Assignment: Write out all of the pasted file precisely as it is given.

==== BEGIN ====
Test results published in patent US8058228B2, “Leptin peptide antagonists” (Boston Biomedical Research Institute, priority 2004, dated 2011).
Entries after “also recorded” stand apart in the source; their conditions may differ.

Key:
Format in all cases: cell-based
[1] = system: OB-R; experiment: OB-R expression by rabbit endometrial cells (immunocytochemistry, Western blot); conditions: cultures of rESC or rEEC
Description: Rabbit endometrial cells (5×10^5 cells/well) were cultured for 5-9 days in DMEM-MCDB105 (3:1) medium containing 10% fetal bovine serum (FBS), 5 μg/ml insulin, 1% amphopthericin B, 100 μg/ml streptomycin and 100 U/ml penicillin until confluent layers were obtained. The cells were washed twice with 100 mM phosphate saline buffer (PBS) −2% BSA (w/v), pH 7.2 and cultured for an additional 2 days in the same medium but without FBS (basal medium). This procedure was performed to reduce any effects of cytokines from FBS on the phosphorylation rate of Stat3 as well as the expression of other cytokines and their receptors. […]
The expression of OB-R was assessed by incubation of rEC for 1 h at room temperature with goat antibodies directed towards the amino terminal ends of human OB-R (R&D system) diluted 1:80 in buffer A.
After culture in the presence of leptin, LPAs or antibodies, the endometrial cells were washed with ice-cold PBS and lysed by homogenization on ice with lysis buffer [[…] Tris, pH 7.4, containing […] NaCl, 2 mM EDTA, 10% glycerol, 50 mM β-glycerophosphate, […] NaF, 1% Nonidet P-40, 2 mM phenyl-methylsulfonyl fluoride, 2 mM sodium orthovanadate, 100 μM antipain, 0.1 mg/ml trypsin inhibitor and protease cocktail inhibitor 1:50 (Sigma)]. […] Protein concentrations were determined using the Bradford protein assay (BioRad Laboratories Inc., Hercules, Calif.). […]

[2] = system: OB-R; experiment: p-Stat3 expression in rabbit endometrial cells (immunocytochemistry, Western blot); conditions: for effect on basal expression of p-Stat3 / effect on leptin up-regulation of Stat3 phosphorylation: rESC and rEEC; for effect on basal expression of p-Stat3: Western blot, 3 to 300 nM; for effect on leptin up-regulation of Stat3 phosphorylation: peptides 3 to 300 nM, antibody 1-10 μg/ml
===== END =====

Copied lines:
Test results published in patent US8058228B2, “Leptin peptide antagonists” (Boston Biomedical Research Institute, priority 2004, dated 2011).
Entries after “also recorded” stand apart in the source; their conditions may differ.

Key:
Format in all cases: cell-based
[1] = system: OB-R; experiment: OB-R expression by rabbit endometrial cells (immunocytochemistry, Western blot); conditions: cultures of rESC or rEEC
Description: Rabbit endometrial cells (5×10^5 cells/well) were cultured for 5-9 days in DMEM-MCDB105 (3:1) medium containing 10% fetal bovine serum (FBS), 5 μg/ml insulin, 1% amphopthericin B, 100 μg/ml streptomycin and 100 U/ml penicillin until confluent layers were obtained. The cells were washed twice with 100 mM phosphate saline buffer (PBS) −2% BSA (w/v), pH 7.2 and cultured for an additional 2 days in the same medium but without FBS (basal medium). This procedure was performed to reduce any effects of cytokines from FBS on the phosphorylation rate of Stat3 as well as the expression of other cytokines and their receptors. […]
The expression of OB-R was assessed by incubation of rEC for 1 h at room temperature with goat antibodies directed towards the amino terminal ends of human OB-R (R&D system) diluted 1:80 in buffer A.
After culture in the presence of leptin, LPAs or antibodies, the endometrial cells were washed with ice-cold PBS and lysed by homogenization on ice with lysis buffer [[…] Tris, pH 7.4, containing […] NaCl, 2 mM EDTA, 10% glycerol, 50 mM β-glycerophosphate, […] NaF, 1% Nonidet P-40, 2 mM phenyl-methylsulfonyl fluoride, 2 mM sodium orthovanadate, 100 μM antipain, 0.1 mg/ml trypsin inhibitor and protease cocktail inhibitor 1:50 (Sigma)]. […] Protein concentrations were determined using the Bradford protein assay (BioRad Laboratories Inc., Hercules, Calif.). […]

[2] = system: OB-R; experiment: p-Stat3 expression in rabbit endometrial cells (immunocytochemistry, Western blot); conditions: for effect on basal expression of p-Stat3 / effect on leptin up-regulation of Stat3 phosphorylation: rESC and rEEC; for effect on basal expression of p-Stat3: Western blot, 3 to 300 nM; for effect on leptin up-regulation of Stat3 phosphorylation: peptides 3 to 300 nM, antibody 1-10 μg/ml